Monday, September 08, 2008

Well, on Saturday, Tropical Storm Hanna went through the metropolitan area, dumping several inches of rain. By Sunday, everything was sunny and dry.

I don't know if the hurricanes/tropical storms are any sort of metaphor for what's happening on the political front. McCain's pulling of Sarah Palin out of a hat was a trick worthy of Houdini. Looked at logically, she is a horror: her administration is filled with investigations into very questionable actions and ethics. But McCain knows that no one can think logically at this point. The whole campaign is now a matter of symbolic logic: the white avenger, backed by the right (literally) thinking white woman, will take back the country from the invading blacks. Even if it means more years of this horrible administration, which will pull the country down into an abyss of depression (on every level).

This time, when the hurricane went through New Orleans, the levees held. But barely. Is that some sort of statement about America today?

Last week, i did make it to one press screening: David Lean's "The Sound Barrier" (the title in the US was "Breaking the Sound Barrier"). One reason i wanted to see the film was that i'd only seen it on television, and i understood that the sound effects and the aerial photography (which were spectacular in its day) were not fully effective on television. Also: it was one of my father's favorite movies. It turned out to be such an enjoyable movie. It was nice to see such a cleanly crafted film, with a story where all the pieces fit (and the scientific information is presented so that it's easily digestible).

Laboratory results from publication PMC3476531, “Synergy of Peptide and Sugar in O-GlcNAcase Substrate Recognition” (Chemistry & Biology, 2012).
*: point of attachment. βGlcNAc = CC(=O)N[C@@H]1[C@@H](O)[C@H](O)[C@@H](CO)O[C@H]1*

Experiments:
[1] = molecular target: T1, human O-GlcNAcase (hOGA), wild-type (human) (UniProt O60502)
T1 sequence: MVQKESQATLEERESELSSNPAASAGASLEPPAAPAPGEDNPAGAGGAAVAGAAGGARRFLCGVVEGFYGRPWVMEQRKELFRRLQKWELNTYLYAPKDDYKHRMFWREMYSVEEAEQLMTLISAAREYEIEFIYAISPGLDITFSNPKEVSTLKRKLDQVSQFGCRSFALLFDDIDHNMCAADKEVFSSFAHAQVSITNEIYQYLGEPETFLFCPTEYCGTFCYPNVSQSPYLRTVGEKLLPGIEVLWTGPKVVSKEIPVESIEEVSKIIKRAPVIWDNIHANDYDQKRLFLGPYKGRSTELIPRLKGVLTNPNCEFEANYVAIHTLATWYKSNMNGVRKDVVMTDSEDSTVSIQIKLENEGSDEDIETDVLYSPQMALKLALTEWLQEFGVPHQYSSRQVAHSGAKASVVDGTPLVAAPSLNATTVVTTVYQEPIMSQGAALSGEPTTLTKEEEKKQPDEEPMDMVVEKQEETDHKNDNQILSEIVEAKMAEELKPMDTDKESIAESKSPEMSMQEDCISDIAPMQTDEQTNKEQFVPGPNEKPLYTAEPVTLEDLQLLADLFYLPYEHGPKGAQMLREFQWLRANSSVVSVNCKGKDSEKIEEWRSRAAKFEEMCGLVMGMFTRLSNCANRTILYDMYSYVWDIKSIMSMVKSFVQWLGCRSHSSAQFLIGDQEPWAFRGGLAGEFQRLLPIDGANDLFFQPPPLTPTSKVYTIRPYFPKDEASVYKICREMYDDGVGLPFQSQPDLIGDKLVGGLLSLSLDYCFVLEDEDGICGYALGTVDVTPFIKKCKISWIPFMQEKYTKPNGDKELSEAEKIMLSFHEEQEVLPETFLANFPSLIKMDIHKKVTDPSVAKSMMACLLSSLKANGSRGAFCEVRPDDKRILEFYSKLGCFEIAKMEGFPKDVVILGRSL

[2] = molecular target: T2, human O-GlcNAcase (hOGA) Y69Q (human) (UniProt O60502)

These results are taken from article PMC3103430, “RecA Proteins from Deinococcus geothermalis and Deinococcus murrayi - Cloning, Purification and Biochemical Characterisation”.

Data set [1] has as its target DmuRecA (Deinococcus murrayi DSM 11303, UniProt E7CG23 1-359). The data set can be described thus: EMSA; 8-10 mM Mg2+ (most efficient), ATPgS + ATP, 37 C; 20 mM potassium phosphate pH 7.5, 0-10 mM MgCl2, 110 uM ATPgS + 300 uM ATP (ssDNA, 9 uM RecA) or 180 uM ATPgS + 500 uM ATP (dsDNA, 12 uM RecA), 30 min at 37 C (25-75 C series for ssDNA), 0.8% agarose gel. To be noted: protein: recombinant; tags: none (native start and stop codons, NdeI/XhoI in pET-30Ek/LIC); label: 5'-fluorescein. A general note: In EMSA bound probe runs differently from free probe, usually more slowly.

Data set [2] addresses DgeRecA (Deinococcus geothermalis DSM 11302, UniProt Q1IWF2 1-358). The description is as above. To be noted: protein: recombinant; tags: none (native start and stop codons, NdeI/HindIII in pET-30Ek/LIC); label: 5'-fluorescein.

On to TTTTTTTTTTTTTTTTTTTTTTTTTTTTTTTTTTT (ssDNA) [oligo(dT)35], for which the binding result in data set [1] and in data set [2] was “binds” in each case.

David Lean's English movies, before the success of "The Bridge on the River Kwai" bloated his work and he went the epic route, continue to be quite engrossing. There are the Noel Coward collaborations ("In Which We Serve", "This Happy Breed", "Blithe Spirit", "Brief Encounter"), the Dickens adaptations ("Great Expectations", "Oliver Twist") and what the BFI is identifying as the "Ann Todd trilogy" ("Madeleine", "The Passionate Friends", "The Sound Barrier"). The comedy of "Hobson's Choice" marked the end of that period; "Summertime" would take Lean to international settings (hinted at in "The Passionate Friends"), and from there, it was bigger (if not necessarily better).

But any artist should be judged on their best work, and not on some spurious idea of "progression" or "development". And from that standard, Lean's English films remain impressive.

And in "The Sound Barrier", it's easy to see why Ralph Richardson was so impressive in that period. With "The Sound Barrier" and "The Fallen Idol" and "The Heiress", it's impossible not to be impressed with the range and depth he can bring to these roles. (If "The Sound Barrier" was my father's favorite movie, Ralph Richardson was his favorite actor: my father just felt that Richardson was the greatest.)


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